At the end of July 2019, just a week before the close of the Premier League transfer window, Crystal Palace secured forward Jordan Ayew on a three-year contract from Swansea City, with the player having spent the previous season on loan at the south London club.
The 28-year-old son of Ghana hero Abedi Pele and younger brother of former-West Ham winger Andre, Jordan had at the time of signing for Palace made exactly a century of appearances in the Premier League across four seasons.
Upon reaching that milestone, however, few could claim that Ayew had truly convinced as a solid, reliable Premier League player and a potent goal threat.
Across the 2018/19 Premier League season Ayew scored just once in twenty league games, in a 2-0 victory over Wolverhampton Wanderers at Molineux. He has never hit double-figures during his four years in England, with his best tally in a Premier League season standing at seven and that was during Swansea’s failed campaign to remain in the top tier in 17/18 (though won the club's Player of the Year).
In the 2019/20 season, Ayew has now already managed to beat his goal involvement from the last campaign in just seven appearances and, more importantly, these key moments have proven vital to the Eagles’ recent successes.
Aside from Arsenal’s Pierre-Emerick Aubameyang, Ayew’s goal contributions have been more valuable to Crystal Palace than any other player for any other Premier League side. So far Ayew has scored winners against Aston Villa and West Ham United, consequently totalling a return of six points for Palace.
Furthermore, he opened the scoring for Palace on a memorable visit to Old Trafford, where the Eagles recorded their first victory over Manchester United at the Theatre of Dreams in three decades in a 2-1 win.
After eight games of the new campaign, Crystal Palace can boast a 50% win record with four wins, just one victory behind their opponents this weekend Manchester City, to find themselves in the lofty position of sixth and on equal points (14) to previous Premier League champions Leicester City and Chelsea.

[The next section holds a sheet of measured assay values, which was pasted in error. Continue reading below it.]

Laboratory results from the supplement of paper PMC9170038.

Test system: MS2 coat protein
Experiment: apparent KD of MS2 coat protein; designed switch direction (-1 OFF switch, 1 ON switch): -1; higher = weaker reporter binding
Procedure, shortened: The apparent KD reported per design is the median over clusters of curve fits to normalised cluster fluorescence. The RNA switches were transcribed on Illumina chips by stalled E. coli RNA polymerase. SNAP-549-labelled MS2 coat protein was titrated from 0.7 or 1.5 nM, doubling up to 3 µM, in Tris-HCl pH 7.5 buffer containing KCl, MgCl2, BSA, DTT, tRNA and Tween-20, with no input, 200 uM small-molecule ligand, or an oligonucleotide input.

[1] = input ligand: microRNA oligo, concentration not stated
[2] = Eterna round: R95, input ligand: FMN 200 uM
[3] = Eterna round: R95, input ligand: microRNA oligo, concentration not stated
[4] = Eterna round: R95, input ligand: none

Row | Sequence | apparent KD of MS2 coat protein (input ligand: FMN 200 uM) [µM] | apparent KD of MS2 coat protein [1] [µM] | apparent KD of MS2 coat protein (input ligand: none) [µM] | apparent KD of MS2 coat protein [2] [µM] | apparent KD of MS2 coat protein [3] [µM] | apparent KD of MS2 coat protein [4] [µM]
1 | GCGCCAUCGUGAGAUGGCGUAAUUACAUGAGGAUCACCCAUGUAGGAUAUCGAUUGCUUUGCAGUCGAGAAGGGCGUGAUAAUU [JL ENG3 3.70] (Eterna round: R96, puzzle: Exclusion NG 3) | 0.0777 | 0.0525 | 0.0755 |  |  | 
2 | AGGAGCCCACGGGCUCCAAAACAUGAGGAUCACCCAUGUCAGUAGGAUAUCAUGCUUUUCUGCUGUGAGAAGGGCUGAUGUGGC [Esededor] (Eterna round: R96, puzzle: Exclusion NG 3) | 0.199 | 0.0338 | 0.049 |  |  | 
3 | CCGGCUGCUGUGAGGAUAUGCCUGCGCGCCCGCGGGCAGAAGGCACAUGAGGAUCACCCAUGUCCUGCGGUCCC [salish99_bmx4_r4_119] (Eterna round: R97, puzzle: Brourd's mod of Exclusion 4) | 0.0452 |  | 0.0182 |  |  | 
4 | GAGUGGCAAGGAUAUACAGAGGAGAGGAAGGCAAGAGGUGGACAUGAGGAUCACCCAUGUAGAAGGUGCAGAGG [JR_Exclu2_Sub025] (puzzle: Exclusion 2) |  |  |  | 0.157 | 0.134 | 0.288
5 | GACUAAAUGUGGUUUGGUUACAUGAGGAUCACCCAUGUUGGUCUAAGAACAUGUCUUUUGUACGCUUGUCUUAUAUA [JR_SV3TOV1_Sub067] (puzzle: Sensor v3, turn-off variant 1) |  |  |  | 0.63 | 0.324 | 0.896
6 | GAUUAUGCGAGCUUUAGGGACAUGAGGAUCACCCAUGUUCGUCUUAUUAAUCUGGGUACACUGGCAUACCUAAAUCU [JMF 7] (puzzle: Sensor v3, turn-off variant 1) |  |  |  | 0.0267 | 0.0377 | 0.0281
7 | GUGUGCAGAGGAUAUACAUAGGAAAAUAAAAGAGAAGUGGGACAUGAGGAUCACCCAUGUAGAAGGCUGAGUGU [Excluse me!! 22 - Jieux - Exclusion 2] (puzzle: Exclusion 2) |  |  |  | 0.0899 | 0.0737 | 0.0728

Under Roy Hodgson, the only Englishman to have made Pep Guardiola taste defeat in the Premier League, Ayew has been thriving this season.
"The number of times he does the tactical work for us, not just attacking but defending too,” Hodgson recently said about the in-form target man (via the London Evening Standard), “When he puts icing on that cake by scoring last week and this week, then it's happy days. For him in particular.
"They're happy days that he deserves. He didn't get the opportunities as he would have liked last year, and found himself on the bench, but never once did he stop working hard in training. Players like that, when their moment arrives, you feel really happy for them.”
However, Ayew’s permanent deal in the summer was somewhat overshadowed by the ongoing saga regarding the future of his teammate, Wilfried Zaha. The Ivorian has long been regarded as the Selhurst jewel, his status as one of the most fouled players in the Premier League testament to his ability to threaten defences across the league. Having returned to the fold from an ill-fated single-season spell at Manchester United, Zaha quickly reasserted himself as Palace’s danger man in 2015.
A memorable two-year sorry streak ran up until December 2018 with Palace unable to win when Zaha was wasn’t present in their side. The Eagles suffered a run of 13 defeats recorded across occasions when their talisman was absent stretching back to a 3-2 win against Sunderland in September 2016, before ending it with a 1-0 victory over Leicester.
This season however Zaha has so far failed to register a goal, despite having started and played the full 90minutes in every game aside from the opening day draw with Everton.
Mercifully for Palace fans and Hodgson, that burden has been admirably carried by Ayew, spearheading the Palace attack and defying expectations for an outfit that had spent just over £10m in the summer.